Sustaining a Knowledge-Centered Support program is a challenge for many, and we have talked about it off and on for some years. It seems that sustaining KCS is more of an issue in organizations that are not publishing content to self-service. My theory/observation is that organizations cannot stop, or even pause for too long, at what we have labeled Phase II (the Proficiency level) of the KCS journey. The sustainable motivational factors are strongest in Phase III, or the Leverage Phase. This is where 90% of what is known internally is available externally within 90 minutes. That requires that the right percentage (which varies by organization) of the support staff be KCS Publishers. Now, we make this bold statement in part to be provocative; very few organizations are publishing at this rate. The point is: most of what we know internally should be available through self-service quickly.
I don’t know of an organization that has sustained KCS focus over a period of years that is not publishing through a self-service model. At the Leveraged Phase, I believe there are three inherent motivators for support people that are sustainable:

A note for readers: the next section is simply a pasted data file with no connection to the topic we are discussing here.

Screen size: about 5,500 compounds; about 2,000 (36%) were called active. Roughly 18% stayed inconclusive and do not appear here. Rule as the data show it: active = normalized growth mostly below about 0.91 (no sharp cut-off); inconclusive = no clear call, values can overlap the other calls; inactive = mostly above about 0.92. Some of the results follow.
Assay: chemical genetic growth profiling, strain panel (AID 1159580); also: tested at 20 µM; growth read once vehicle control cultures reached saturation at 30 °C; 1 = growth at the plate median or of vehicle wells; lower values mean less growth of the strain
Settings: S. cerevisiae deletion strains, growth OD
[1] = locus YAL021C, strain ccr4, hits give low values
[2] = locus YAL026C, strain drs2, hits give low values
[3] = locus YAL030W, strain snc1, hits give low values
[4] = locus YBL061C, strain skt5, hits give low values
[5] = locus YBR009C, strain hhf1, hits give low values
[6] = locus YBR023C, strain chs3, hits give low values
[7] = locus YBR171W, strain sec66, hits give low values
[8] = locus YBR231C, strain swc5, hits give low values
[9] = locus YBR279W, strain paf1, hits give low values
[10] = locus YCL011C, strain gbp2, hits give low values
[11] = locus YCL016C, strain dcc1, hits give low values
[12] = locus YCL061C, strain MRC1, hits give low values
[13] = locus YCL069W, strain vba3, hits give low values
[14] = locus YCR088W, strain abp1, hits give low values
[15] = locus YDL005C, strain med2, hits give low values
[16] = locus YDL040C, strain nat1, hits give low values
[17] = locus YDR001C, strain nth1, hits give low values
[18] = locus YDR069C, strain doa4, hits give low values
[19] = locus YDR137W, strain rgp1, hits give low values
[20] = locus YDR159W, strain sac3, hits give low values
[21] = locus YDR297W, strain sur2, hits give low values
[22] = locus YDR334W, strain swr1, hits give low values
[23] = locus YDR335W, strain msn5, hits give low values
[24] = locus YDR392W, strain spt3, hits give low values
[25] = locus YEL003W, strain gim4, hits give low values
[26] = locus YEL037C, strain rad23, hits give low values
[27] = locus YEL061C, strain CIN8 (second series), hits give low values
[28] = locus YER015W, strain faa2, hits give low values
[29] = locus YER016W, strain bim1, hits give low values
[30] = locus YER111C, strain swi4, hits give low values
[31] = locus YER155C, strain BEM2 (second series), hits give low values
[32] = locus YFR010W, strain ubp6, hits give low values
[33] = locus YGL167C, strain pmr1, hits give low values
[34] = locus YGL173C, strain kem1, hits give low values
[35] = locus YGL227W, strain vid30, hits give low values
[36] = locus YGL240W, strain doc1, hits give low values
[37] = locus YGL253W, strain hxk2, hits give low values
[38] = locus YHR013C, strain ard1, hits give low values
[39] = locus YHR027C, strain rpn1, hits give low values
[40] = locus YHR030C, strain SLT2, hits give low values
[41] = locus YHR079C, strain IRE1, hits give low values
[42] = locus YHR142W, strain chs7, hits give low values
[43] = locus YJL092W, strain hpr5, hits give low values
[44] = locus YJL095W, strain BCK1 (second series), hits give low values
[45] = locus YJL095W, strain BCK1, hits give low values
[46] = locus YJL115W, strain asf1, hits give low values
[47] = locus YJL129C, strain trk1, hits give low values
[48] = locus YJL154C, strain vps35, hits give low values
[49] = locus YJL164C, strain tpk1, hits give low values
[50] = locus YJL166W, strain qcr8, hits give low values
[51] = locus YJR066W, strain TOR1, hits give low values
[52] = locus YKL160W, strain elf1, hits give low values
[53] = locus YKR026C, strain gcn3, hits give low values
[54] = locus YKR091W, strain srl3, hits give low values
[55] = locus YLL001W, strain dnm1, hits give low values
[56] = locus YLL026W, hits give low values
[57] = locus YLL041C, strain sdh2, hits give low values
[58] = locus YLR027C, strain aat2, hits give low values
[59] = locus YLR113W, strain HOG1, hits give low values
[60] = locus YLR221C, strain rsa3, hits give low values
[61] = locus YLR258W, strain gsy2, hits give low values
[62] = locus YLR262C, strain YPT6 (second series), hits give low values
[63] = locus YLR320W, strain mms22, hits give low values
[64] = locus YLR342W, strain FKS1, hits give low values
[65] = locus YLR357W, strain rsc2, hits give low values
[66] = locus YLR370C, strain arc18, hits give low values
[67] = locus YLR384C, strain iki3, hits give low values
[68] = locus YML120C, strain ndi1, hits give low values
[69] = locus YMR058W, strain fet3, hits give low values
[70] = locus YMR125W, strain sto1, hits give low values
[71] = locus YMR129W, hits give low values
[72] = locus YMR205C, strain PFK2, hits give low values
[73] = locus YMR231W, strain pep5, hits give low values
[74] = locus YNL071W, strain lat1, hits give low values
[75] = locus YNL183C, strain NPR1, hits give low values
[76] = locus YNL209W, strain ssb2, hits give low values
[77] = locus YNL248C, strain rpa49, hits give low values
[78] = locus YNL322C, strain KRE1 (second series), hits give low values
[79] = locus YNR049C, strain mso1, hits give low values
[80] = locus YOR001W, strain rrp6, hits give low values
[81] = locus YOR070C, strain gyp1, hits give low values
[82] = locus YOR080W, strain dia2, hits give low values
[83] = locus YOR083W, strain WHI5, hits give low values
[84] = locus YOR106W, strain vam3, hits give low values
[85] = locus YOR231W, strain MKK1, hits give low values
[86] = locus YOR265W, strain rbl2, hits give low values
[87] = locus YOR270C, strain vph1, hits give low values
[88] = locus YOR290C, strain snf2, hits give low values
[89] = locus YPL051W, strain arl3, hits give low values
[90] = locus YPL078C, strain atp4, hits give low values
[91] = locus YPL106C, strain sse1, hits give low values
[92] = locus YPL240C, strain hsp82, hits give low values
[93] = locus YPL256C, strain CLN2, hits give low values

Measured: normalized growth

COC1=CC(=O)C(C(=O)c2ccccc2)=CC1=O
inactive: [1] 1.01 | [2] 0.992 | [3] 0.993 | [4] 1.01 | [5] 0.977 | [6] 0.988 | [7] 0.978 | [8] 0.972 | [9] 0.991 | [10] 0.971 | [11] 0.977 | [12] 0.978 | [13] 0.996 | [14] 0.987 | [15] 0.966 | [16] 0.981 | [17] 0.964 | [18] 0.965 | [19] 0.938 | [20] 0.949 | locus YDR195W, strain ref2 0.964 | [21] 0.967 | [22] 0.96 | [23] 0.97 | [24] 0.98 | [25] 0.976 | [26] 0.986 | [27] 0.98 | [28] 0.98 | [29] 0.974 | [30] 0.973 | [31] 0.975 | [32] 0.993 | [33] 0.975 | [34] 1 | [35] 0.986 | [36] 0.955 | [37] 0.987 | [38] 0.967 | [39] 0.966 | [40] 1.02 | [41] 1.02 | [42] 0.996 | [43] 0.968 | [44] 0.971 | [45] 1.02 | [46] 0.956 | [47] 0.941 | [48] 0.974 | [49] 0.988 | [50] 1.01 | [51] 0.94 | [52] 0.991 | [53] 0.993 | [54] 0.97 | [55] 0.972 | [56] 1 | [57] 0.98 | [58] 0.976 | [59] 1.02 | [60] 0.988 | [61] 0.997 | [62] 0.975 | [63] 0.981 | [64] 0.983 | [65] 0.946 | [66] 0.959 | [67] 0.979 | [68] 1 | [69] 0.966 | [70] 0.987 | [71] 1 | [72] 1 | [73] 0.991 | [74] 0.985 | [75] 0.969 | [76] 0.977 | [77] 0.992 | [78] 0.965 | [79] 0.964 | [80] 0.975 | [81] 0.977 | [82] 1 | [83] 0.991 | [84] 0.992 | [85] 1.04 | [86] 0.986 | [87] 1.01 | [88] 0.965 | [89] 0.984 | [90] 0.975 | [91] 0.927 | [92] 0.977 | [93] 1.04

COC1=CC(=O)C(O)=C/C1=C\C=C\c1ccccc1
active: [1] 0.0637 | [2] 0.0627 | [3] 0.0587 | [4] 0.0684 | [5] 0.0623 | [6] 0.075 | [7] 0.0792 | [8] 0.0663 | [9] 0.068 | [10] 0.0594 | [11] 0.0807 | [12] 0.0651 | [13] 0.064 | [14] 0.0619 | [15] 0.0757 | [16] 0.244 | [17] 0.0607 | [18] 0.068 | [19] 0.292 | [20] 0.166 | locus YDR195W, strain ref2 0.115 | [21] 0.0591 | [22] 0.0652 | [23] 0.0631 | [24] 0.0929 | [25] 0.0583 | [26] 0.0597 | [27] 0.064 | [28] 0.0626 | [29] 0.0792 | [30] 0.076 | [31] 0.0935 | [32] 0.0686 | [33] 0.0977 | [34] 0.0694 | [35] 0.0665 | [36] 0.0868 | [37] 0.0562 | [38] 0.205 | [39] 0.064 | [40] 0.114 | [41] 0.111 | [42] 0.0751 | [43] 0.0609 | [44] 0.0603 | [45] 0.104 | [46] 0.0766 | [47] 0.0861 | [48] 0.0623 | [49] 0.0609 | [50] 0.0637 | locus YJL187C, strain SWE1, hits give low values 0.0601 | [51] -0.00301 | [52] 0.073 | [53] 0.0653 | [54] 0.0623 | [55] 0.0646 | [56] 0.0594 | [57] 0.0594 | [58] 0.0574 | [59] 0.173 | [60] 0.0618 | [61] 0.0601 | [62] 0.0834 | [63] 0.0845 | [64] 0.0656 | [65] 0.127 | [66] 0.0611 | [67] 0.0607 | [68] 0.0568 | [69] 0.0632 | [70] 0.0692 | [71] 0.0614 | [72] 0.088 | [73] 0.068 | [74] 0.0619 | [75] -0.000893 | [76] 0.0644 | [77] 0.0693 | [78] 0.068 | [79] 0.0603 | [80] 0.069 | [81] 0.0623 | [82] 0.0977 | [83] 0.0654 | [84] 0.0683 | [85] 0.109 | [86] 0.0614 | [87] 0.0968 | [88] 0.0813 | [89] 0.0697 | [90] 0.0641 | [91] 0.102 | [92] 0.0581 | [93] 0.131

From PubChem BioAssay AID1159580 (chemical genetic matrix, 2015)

- Visibility to customer’s use of KCS articles they have contributed to (created or modified)
- They see/sense the ratio of known to new issues shift to a higher percentage of new (more interesting issues to work on)
- Visibility to changes in the product that were identified based on the patterns in the KB (this one is hard and pretty long term)
The organization has to do some overt things to enable visibility to the people about the impact of their contribution.
Over a period of time the KCS practices become a habit and the habit is re-enforced through the above because it gives people a sense of accomplishment and contribution – the most powerful motivator of all.
So, Publisher is a critical element of the methodology. I don’t believe you can sustain KCS without it.